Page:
by Aleks Kajstura,
March 28, 2014
This morning I presented our new research on Connecticut’s sentencing enhancement zones at an informational Legislative Breakfast hosted by A Better Way Foundation, Unitarian Universalist Society: East Manchester, and Senator Gary Holder-Winfield.
I discuss Hartford’s zones with Representative Brandon McGee
The report, released today, analyzes Connecticut’s 1,500-foot sentencing enhancement zones, mapping the zones in the state’s cities and towns and demonstrates that the law doesn’t work, it cannot possibly work as written, and that it creates an unfair two-tiered system of justice based on a haphazard distinction between urban and rural areas of the state.
Connecticut’s 1,500-foot sentencing enhancement zones, meant to protect children from drug activity, are some of the largest in the country. I described how the law’s sheer expanse means it fails to actually set apart protected areas and that it arbitrarily increases penalties for urban residents.
Senator Gary Holder-Winfield speaking at the breakfast
SB 259, currently pending before the Judiciary Committee, would decrease that size to a more effective 200 feet. This would allow the law to actually create the specially protected places it was intended to in the first place. Making the zone smaller would come much closer to the law’s original intent, and largely get rid of the urban penalty effect. For more details on the bill, check out my written testimony (with maps).
by Sadie Gold-Shapiro,
March 25, 2014
This February marked my one year anniversary of working at Prison Policy Initiative as a work study student from Smith College. While here, I have worked on a variety of projects including cross-checking annotations in 2010 Locator, finding citations for Please Deposit All of Your Money: Kickbacks, Rates and Hidden Fees in the Jail Phone Industry, and sorting through the petition to the FCC that called for federal regulation of exploitive prison telephone rates.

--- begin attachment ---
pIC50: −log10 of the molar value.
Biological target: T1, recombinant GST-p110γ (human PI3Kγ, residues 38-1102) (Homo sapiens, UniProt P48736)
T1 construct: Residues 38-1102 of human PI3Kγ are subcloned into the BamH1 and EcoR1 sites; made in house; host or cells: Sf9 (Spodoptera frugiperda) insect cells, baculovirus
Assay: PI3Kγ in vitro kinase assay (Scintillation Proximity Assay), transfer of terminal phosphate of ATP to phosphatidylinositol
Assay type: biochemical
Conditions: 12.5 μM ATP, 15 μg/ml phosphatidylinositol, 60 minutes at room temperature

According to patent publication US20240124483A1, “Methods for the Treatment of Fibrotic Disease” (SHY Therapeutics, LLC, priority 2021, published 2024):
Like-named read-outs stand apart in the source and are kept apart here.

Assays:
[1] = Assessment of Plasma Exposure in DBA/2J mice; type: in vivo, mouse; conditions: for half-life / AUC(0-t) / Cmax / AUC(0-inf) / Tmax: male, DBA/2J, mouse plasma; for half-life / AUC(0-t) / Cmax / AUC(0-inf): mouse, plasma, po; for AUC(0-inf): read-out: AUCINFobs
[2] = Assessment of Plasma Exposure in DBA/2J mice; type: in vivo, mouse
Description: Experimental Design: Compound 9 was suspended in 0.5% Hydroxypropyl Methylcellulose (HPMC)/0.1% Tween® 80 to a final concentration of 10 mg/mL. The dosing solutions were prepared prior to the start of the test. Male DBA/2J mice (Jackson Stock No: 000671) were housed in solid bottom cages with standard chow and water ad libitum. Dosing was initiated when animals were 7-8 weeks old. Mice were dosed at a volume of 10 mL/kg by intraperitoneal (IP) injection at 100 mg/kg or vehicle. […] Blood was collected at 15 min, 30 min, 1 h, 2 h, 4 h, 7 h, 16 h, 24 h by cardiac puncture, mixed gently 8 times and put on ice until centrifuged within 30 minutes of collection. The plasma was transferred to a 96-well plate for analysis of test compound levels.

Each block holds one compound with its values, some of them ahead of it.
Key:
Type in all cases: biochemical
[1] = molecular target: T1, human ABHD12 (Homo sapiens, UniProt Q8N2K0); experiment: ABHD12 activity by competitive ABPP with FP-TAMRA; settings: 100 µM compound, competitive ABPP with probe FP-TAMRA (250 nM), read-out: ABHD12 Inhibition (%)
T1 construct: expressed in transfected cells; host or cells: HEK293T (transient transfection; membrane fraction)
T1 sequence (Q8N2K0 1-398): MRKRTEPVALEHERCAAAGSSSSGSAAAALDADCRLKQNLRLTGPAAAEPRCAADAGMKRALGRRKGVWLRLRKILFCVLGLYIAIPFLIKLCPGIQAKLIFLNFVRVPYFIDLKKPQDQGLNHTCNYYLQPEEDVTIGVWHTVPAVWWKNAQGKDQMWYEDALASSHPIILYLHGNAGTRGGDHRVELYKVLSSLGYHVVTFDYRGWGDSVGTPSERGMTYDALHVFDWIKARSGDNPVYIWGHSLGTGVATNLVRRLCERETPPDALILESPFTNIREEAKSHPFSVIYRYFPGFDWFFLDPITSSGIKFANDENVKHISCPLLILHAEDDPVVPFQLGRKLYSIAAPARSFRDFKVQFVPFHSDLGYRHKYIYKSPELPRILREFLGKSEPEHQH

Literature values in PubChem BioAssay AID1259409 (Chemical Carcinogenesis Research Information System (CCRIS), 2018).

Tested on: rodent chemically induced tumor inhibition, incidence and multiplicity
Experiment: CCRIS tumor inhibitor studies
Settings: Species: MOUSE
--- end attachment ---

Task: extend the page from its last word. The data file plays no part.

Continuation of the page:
Since September of 2013, one of my main projects has been curating PPI’s very own Research Clearinghouse, home to one of the largest collections of empirical research about prisons on the internet with topics ranging from the Death Penalty to Families to Prison and the Economy. My job is to read through all of the latest reports from myriad organizations and sort them into the Clearinghouse so that they are accessible and easy to locate. This past week, the database reached a large milestone; on Wednesday, we broke 1800 reports!
The Research Clearinghouse is great because of the span and magnitude of the research that it holds. As a history major, I love exploring patterns and trends over time; with articles ranging in publication from 1982-today, the Clearinghouse offers a unique way to understand some of the changes the United States criminal justice system has undergone in the last thirty years. The Clearinghouse is also a great place to look if you are interested in researching a topic, but don’t know where to start. Best of all, the Clearinghouse is free and easy to use; all of the reports have been sorted into categories and there is a search function as well.
Interest piqued? If you want to learn more about the Research Clearinghouse and stay up-to-date on the latest research, you can explore it online or sign up for the Clearinghouse newsletter, delivered right to your email.
by Leah Sakala,
March 21, 2014
Yesterday Massachusetts took a huge step towards becoming the 19th state to reject the dangerous and inhumane practice of shackling mothers who are pregnant, in labor, or in the postpartum period while they are incarcerated.